Wednesday, January 30, 2019 - Updated: 3:30 pm
QUESTION: My question is about “healings.” Do they really happen today? Do these people on TV or others who say they can heal really do that?
ANSWER: The foundation for an understanding of “healing” should rest on the clarity that the New Testament provides.
In Luke’s Gospel, healings are said to be a sign of the kingdom of God (Luke 7:18-23). Matthew’s Gospel also associates the two when he tells us that “Jesus toured all of Galilee. He proclaimed the good news of the kingdom and cured the people of every disease and illness” (Matthew 4:23).
In the Acts of the Apostles we find evidence that the disciples of Jesus had the power to heal in the name of Jesus (e.g. Acts 3:11-16). In the Letter of James that power is placed in the context of prayer and action by the community of faith and its leaders (James 5:13-15). Finally, St. Paul speaks of the gifts given within the church. In listing them, he mentions those “who are given the power to heal” (1 Corinthians 12:28).
From the Scriptures we learn several things. We see that Jesus negates the commonly held belief that sickness and sin are related. One is not sick because of sin. Sickness is a part of the human condition. It is a result of pathogens, genetic makeup, environment or our lack of proper care for our physical health.
We also see that Jesus did “heal” within his ministry on earth. Finally, we see that healing continued at the hands of the disciples of Jesus. What then can we say about healings in our own time?
It seems clear that healings can occur today. They can happen as simply as when one ceases to do something that is harmful. Healing also happens because of the intervention of health care providers. Healing may also occur when we make decisions regarding painful emotional issues in our lives (for example, to forgive or to accept the apology of another). Healing also occurs in the sacrament of reconciliation (confession).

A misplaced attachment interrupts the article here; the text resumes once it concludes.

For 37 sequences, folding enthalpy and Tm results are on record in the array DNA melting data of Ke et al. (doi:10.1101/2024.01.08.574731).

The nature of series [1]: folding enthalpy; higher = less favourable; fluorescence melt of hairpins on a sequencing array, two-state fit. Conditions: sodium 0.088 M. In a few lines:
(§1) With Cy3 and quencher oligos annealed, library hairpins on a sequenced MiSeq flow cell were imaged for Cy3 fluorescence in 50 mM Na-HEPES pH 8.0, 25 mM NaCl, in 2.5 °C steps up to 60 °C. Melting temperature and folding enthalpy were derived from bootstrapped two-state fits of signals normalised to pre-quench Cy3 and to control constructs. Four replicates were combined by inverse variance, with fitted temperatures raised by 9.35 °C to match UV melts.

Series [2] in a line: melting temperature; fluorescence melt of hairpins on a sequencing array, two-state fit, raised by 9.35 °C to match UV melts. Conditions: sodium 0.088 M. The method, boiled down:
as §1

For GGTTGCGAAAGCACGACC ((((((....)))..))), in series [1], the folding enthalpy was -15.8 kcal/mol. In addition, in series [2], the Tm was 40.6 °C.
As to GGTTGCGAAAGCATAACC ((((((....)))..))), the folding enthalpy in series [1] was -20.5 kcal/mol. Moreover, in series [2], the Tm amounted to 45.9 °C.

Healings happen in our world, perhaps even more often than we expect. It seems, however, that too often we look for them in extraordinary events when perhaps they occur in much more “ordinary” ways.
But what are we to think of those who claim the power to heal (on television or elsewhere)? I believe that the power of faith can be a tremendous healing force in a person’s life. I assume that most of the people who seek healing have faith and want to be healed. I also believe in the power of prayer. I am, however, skeptical of those who seem to heal “on command” before the bright lights of the media.
But healings do happen in “ordinary” ways (utilizing the gifts of nature or the abilities of people such as physicians). This, however, does not discount the power of God to also work in “extraordinary” ways. It is not a simple task to discern and distinguish healings. Faith is a path by which God can do amazing things in our lives. Unfortunately, some today take advantage of the faith of others for profit or fame.
Father Bober is administrator of the grouping that includes St. Kilian in Adams/Cranberry townships and Holy Sepulcher in Glade Mills.